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Saelig Company, Inc., has introduced the Boonton SGX1000 RF Signal Generators: a new series of instruments that combine high performance RF signal generation capabilities with an intuitive user interface. They cover a frequency range from 10 MHz to 18 GHz to provide superior operational performance such as extremely fast frequency switching, phase noise figures as low as -123 dBc/Hz (3G Hz with 10 kHz offset), and ultra-low 55fs jitter.
Boonton’s proprietary design (combining direct digital and direct analog synthesis) has resulted in an RF source with ultra-fine frequency resolution, extremely fast frequency switching, ultra-low phase noise and jitter, and superior reliability.
The SGX1003 (3 GHz), the SGX1006 (6.7 GHz), and the SGX1018 (18 GHz) all utilize a unique non-PLL (phase locked loop) design with a digital front-end, and a direct proprietary back-end that provides superior CW and sweep capabilities.
The SGX1000 series is built on the latest Boonton instrument platform which offers an easy-to-use modern interface in a compact form factor (3.5” x 8.3” x 11.2”; 7 lb) and is optionally rack-mountable.
The intuitive, multi-touch display enables easy parameter access and configuration for performing frequency and/or power sweeps, as well as adjustments to amplitude, frequency, phase, and pulse modulation settings. These all help the instrument to address a wide variety of RF test requirements.
The SGX1000 series represents the first product example that combines the technology of Boonton and its recently acquired RF manufacturer Holzworth Instrumentation to deliver advanced RF products.
Saelig has also recently introduced the NanoRanger® NR-01: an affordable, highly accurate 3.5 digit DC ammeter designed for accurately measuring very low currents. With automatic dynamic ranging (nine ranges across 8.5 decades), the NanoRanger measures currents from 1 nA up to 800 mA with a maximum resolution of 10 pA.
Each instrument is supplied factory calibrated, eliminating the requirement for high-cost precision components in the design, and thus keeping the purchase price low. The current is measured with a 12-bit ADC which is oversampled and automatically averaged to produce a 16-bit result. Samples are taken every 170 uS. Readings are shown every 300 mS, built up from 180 averaged samples to eliminate line noise (both 50 Hz and 60 Hz). An alternative ‘Fast Sample’ mode can sample at 150 measurements per second.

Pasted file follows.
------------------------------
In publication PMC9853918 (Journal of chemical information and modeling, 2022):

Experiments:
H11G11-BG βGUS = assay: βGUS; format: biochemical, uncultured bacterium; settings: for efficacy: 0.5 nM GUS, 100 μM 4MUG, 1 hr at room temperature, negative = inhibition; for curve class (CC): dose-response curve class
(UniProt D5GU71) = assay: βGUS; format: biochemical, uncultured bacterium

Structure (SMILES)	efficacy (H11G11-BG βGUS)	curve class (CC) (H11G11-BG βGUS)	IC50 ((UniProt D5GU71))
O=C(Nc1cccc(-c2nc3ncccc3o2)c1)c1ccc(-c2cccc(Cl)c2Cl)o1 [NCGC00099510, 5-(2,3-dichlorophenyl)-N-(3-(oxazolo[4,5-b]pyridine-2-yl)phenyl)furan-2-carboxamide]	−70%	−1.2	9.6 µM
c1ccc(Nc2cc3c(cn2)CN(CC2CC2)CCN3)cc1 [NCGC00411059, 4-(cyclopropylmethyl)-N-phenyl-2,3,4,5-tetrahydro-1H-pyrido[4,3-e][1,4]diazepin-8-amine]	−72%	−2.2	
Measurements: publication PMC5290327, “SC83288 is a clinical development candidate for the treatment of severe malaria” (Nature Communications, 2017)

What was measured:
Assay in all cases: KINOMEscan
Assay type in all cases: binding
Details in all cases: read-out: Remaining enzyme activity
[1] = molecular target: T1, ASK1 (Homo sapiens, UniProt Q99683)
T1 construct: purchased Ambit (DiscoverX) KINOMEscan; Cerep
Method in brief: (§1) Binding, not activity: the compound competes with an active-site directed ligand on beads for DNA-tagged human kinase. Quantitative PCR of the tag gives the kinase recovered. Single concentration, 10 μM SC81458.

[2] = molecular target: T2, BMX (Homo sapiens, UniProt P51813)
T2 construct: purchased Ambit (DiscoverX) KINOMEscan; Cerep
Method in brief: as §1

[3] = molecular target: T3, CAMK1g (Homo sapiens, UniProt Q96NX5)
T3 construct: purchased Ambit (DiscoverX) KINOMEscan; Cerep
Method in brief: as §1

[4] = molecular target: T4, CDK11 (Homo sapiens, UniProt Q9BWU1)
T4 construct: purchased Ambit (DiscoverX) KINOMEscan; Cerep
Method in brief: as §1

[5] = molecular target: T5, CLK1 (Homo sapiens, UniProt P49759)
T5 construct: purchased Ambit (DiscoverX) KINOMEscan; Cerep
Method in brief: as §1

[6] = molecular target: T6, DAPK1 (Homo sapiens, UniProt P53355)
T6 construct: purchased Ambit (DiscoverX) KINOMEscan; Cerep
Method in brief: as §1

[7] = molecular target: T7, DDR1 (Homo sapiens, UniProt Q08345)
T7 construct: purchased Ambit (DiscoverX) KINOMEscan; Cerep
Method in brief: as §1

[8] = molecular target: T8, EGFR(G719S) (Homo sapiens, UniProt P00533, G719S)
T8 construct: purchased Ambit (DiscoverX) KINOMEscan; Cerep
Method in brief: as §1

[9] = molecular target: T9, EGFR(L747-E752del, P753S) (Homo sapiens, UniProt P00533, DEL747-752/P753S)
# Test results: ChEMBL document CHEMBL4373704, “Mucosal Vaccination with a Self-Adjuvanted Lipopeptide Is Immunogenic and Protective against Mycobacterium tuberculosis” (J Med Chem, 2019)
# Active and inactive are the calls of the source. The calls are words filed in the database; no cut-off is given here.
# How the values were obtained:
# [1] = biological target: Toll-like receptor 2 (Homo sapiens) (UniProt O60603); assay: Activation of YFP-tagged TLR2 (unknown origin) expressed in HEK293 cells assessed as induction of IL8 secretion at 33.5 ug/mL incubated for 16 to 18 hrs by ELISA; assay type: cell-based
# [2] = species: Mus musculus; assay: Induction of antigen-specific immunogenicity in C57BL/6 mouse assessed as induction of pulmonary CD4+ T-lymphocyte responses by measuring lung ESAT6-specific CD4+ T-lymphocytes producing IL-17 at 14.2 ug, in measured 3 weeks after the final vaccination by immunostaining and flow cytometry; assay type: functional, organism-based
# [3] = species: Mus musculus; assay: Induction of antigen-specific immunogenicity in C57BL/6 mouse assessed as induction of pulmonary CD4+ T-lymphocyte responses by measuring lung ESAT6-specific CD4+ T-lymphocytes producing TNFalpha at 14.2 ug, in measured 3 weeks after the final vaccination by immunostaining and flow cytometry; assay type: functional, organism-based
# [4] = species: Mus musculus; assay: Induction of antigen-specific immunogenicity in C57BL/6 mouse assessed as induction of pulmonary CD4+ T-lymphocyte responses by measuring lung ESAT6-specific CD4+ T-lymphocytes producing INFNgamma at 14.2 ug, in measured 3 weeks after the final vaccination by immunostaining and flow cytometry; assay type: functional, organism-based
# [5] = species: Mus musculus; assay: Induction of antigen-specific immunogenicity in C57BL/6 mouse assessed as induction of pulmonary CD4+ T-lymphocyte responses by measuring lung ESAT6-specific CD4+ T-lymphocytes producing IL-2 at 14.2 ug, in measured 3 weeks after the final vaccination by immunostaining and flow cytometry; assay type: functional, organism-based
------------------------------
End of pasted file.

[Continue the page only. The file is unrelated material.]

The backlit 11-digit 128x64 LCD display provides a wealth of information for current readings; for instance, mA, uA, nA, and pA are all on one line. A Running Average reading (current and time elapsed) allows the user to measure power consumption of specific events, such as radio transmissions.
The Range Coverage Bar shows the ranges covered during the measurement; it can be ‘bracketed’ or limited to just one range. A signal-to-noise ratio display shows how much noise, or AC, is present on the current signal. Minimum and maximum ranges can be adjusted to limit the auto-ranging, or fixed at a single range.
Challenges arise when trying to measure the power consumption of low power circuits operating in offline or standby mode. Typically, current consumption falls into the nA or pA ranges that are beyond the capability of most DMMs, but the NanoRanger measures accurately into these ranges. A 6.5 digit DMM with 1nA resolution may only have a lowest range of 2.000000 mA, and the absolute accuracy may only be ± 500 nA. The NanoRanger has selectable ranges for every decade of measurement.
NanoRanger is designed with a fully isolated USB interface for device control and data export. Being fully isolated means that a USB connection will not adversely affect the measurements. Features include:
As engineers strive for more efficiency from new and existing products, the measurement of current consumption of devices is becoming more critical.
One of the challenges in working with low power analog and digital circuits is the problem of burden voltage; the voltage drop caused by current flowing through a current measuring device that uses an internal shunt resistor network, common in most DMMs. The NanoRanger has been designed specifically to minimize burden voltage to less than 50 mV when taking low power current measurements
A large burden voltage can affect the circuit being measured, corrupting the measurement. For this reason, it’s desirable for burden voltage to be kept as low as possible.
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B&K Precision announces the addition of their latest entry-level oscilloscope. The 2194 provides the advantage of a high bandwidth oscilloscope bundled with the latest features at a low price point.
This model delivers 100 MHz bandwidth in a four-channel configuration with a maximum sampling rate of 1GSa/s and a maximum memory depth of 14 Mpts. In addition, the 2194 includes features that users have come to expect from today’s oscilloscopes such as segmented acquisition, FFT operation, and serial bus decoding support for I2C, SPI, UART, CAN, and LIN protocols.
The front panel houses a 7” widescreen display with 800 x 480 resolution and a waveform update rate of 100,000 waveforms per second for capturing infrequent glitches with excellent signal fidelity. On the back, LAN and USBTMC-compliant device ports are provided for remote PC connectivity.
Available for $659, the 2194 DSO is the ideal tool for educational settings and hobbyists.
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